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Illuminating the margins: can €7.3 billion help ‘invisible’ populations in Poland?

Rob Swinkels's picture
Zbigniew is a 46-year-old homless man in Miechów, PolandDuring a recent study on social inclusion in Poland, one of the main questions our team wanted to answer was: which population groups are socially excluded?
After posing this question to experts from the government and NGOs alike, as well as the local population in different municipalities, we found that there is a large diversity of excluded groups. But what was surprising was the “exclusion traps” some categories of people were caught in.

People addicted to alcohol and children in families with alcohol abusers are an important example of this group. They suffer from multiple intersecting disadvantages including: long-term unemployment, dysfunctional families, domestic violence, depression, and poor health. These problems often form a vicious cycle and reinforce each other - leading to an “exclusion trap” from which it becomes hard to escape.

These groups are also particularly challenging to work with.

While Government experts identified alcohol abusers as an important excluded group, none of the local people in our study agreed with this assessment. In fact, many people made negative comments about this category of socially excluded people and did not feel that these groups deserve any assistance from social programs. This discriminatory attitude towards them by their own communities makes these groups rather ‘invisible.’ This lack of consensus on whether they deserve assistance adds an additional handicap to their situation. Alcoholics also tend to be severely stigmatized by their own communities.

Alcoholism is a widespread and growing problem in Poland. According to the Poland Social Diagnosis report, almost 6.8 percent of the population admitted to abusing alcohol in 2011, compared to 4.4 percent in 2003. It is estimated that 2.5 million people use alcohol in a detrimental manner and the number of addicts in the country exceeds 860,000.

The homeless are another socially excluded group that is ‘invisible.’ There are between 60,000 and 300,000 homeless people in Poland, according to various estimates by NGOs. These people do not appear in official statistics, as they are typically not covered in household surveys, and there are no clear policies targeted at them.

Take Zbigniew, for example – a 46-year-old homeless man who sat for a long interview for our study. Zbigniew is also stuck in an “exclusion trap.” This trap makes it nearly impossible for him to get a job without a legal residence, while he simultaneously struggles to secure a place to live without having a job.

Why are these ‘invisible’ groups unable to benefit from Poland’s post-communist economic ‘miracle’?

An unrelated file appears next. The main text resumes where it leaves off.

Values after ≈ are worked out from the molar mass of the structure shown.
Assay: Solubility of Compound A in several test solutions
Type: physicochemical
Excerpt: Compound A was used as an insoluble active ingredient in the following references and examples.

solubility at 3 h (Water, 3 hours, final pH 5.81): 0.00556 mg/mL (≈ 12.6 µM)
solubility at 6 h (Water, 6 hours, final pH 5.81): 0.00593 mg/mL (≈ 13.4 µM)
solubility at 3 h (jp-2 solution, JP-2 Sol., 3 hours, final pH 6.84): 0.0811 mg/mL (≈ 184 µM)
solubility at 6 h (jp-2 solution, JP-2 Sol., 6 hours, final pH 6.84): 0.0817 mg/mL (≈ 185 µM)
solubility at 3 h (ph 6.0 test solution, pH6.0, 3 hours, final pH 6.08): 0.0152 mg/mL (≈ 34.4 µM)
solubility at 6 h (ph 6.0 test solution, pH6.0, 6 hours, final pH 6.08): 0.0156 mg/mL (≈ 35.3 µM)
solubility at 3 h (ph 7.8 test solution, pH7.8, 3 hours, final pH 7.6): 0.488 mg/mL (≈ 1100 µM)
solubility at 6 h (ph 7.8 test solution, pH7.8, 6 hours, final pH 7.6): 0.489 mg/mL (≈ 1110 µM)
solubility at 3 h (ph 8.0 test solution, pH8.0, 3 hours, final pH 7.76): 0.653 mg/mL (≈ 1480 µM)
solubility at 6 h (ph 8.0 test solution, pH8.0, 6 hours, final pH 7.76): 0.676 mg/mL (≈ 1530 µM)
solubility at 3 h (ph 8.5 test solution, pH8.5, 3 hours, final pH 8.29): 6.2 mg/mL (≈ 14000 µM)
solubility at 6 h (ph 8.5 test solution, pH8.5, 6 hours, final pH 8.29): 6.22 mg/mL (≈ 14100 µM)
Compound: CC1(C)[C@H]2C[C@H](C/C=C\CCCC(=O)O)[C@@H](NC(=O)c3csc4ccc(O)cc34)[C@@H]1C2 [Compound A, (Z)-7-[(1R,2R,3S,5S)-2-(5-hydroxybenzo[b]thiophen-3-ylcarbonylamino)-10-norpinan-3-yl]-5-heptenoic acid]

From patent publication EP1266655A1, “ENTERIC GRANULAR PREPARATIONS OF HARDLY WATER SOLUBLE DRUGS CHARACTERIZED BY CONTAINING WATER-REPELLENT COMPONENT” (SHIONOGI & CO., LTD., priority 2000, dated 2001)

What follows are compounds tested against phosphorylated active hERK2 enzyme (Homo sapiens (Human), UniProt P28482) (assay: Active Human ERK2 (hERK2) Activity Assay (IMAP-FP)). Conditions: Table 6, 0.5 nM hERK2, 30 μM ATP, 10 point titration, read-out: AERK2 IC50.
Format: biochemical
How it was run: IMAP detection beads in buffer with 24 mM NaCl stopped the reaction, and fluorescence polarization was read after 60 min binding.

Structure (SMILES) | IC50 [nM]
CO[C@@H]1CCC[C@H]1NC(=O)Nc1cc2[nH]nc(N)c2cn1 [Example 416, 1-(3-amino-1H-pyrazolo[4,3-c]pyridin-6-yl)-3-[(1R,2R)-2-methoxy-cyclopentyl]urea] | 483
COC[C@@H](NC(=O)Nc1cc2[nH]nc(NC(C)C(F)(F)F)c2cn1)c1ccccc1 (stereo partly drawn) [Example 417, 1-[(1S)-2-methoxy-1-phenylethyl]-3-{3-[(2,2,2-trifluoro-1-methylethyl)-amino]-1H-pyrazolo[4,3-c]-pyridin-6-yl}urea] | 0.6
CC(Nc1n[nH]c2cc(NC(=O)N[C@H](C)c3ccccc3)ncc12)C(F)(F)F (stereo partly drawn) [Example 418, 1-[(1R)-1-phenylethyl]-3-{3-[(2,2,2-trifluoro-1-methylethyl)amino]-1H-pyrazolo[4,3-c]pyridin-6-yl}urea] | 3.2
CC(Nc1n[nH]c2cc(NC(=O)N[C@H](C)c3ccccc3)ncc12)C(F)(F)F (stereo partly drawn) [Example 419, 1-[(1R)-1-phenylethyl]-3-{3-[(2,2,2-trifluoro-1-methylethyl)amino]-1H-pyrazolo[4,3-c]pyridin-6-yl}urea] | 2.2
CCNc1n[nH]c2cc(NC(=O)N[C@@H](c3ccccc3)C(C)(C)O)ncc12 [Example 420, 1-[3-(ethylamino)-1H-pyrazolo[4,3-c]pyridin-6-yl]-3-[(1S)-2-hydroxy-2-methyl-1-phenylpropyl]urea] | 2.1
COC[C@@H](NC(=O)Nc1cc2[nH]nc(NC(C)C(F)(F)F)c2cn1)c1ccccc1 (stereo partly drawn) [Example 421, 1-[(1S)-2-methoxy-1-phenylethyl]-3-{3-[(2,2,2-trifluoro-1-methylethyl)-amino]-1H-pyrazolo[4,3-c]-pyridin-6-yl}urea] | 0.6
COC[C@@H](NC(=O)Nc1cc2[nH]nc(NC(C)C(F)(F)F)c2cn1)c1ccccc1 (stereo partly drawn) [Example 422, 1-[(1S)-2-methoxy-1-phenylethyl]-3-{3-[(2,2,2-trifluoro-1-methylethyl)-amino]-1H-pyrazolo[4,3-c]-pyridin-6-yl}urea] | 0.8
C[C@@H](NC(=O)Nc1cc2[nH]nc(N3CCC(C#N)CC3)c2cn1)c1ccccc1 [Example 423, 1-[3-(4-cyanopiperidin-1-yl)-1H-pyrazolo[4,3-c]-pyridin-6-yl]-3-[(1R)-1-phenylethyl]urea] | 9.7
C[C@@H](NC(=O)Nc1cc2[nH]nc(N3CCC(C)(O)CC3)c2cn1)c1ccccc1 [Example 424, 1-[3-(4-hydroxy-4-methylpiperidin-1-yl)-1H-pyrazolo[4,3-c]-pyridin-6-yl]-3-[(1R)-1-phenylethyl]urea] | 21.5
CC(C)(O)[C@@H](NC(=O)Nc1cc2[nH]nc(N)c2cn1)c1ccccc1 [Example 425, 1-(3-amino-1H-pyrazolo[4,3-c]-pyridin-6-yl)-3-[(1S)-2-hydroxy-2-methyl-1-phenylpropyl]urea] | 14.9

What issues need to be addressed to increase inclusion?

With the infusion of €7.3 billion Euros by the European Union (EU) over the next six years to tackle social inclusion, the answer to these questions becomes even more important.

Fortunately, we were able to gain some insight into these dilemmas during focus group discussions with socially excluded people in southeast Poland, led by Jagiellonian University, in 2013. Many of the participants cited multiple disadvantages to inclusion - most often their inability to find employment – and voiced the option that ‘standard’ labor market activation measures were not working so well for them.

Participants highlighted a lack of information about available social support and inclusion programs and how to access these programs. They also underscored the limited responsiveness, lack of goodwill, and unwillingness of local officials and local politicians to listen to their needs. Excluded groups seemed to acknowledge the need to personally get involved in community life to improve their own situation. But trust among community members is low.

So what can be done to help someone like Zbigniew?

The massive EU funds being made available to tackle social exclusion in Poland provide an enormous opportunity to make the Polish economic miracle truly inclusive for all groups. However, in order for this to happen, it will be necessary to follow a new approach while simultaneously scaling up past successes.

Such a new approach should regard social exclusion as a complex phenomenon that cannot be solved by one single measure such as training. It must take a more comprehensive support approach that addresses the intersecting disadvantages that excluded people in Poland face. It should cover ability, opportunity and dignity and look at the complete environment of the excluded individual, including family members and communities. Such an approach should include, among others.
  • Multipronged solutions – for someone like Zbigniew for example these could include transitional housing, psychological support, drug and alcohol treatment, and labor market training.
     
  • Increased involvement of excluded people in decision making around the design of adequately-funded programs that aim at addressing their needs.
     
  • “Soft” measures, such as social and cultural activities and psychological support, to break the passive attitude of excluded people, help them take leadership and actively engage in finding solutions to their own problems.
     
  • Tracking progress and strengthening learning from good practices across the country.
This convergence of a new approach and very substantial funding truly gives Poland a unique chance to address many of the problems of social exclusion in the country. The next question, then, is: can the country use this opportunity to shine a light on the country’s invisible populations?

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